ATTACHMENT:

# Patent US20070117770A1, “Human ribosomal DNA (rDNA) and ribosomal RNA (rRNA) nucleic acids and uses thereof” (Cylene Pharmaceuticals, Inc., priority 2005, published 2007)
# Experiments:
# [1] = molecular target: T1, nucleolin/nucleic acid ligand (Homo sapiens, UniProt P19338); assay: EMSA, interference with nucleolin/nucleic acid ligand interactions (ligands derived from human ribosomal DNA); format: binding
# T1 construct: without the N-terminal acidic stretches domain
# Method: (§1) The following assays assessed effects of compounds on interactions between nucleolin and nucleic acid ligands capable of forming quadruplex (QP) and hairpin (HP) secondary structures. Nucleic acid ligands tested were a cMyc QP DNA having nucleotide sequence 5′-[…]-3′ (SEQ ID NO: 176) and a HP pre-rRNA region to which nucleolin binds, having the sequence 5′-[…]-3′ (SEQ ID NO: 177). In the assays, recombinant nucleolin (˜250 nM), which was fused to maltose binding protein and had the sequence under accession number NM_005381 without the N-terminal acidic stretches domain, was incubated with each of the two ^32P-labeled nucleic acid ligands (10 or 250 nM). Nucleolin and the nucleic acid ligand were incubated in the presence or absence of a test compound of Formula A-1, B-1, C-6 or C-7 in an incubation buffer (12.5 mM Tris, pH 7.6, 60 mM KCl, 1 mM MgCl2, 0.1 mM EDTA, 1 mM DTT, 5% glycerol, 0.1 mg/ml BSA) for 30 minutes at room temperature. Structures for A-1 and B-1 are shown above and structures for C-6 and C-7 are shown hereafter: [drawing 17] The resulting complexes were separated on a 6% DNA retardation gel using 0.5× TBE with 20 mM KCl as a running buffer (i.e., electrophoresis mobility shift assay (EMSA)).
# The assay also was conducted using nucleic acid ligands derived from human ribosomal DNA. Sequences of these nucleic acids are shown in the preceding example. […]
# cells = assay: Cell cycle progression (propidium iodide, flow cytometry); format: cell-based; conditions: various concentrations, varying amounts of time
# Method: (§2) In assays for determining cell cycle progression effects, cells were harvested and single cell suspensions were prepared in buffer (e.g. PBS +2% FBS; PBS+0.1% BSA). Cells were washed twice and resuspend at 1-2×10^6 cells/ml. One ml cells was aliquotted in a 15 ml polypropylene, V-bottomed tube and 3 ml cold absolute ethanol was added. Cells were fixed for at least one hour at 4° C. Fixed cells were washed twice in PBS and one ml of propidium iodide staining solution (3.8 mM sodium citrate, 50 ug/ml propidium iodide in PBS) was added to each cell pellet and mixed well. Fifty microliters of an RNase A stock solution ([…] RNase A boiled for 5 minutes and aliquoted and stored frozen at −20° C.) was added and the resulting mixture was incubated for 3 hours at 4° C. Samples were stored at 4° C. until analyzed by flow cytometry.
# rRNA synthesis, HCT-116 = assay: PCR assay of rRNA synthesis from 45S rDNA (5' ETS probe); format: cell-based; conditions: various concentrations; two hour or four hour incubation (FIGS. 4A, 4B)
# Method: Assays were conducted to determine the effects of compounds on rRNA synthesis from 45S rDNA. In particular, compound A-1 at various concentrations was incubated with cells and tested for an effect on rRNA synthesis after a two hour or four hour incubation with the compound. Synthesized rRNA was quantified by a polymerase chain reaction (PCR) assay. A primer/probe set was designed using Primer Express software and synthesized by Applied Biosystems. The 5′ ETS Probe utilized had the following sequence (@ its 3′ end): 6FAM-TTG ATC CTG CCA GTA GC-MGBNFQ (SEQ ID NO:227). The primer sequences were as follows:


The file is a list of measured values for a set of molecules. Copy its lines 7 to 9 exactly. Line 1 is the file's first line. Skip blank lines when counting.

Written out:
# cells = assay: Cell cycle progression (propidium iodide, flow cytometry); format: cell-based; conditions: various concentrations, varying amounts of time
# Method: (§2) In assays for determining cell cycle progression effects, cells were harvested and single cell suspensions were prepared in buffer (e.g. PBS +2% FBS; PBS+0.1% BSA). Cells were washed twice and resuspend at 1-2×10^6 cells/ml. One ml cells was aliquotted in a 15 ml polypropylene, V-bottomed tube and 3 ml cold absolute ethanol was added. Cells were fixed for at least one hour at 4° C. Fixed cells were washed twice in PBS and one ml of propidium iodide staining solution (3.8 mM sodium citrate, 50 ug/ml propidium iodide in PBS) was added to each cell pellet and mixed well. Fifty microliters of an RNase A stock solution ([…] RNase A boiled for 5 minutes and aliquoted and stored frozen at −20° C.) was added and the resulting mixture was incubated for 3 hours at 4° C. Samples were stored at 4° C. until analyzed by flow cytometry.
# rRNA synthesis, HCT-116 = assay: PCR assay of rRNA synthesis from 45S rDNA (5' ETS probe); format: cell-based; conditions: various concentrations; two hour or four hour incubation (FIGS. 4A, 4B)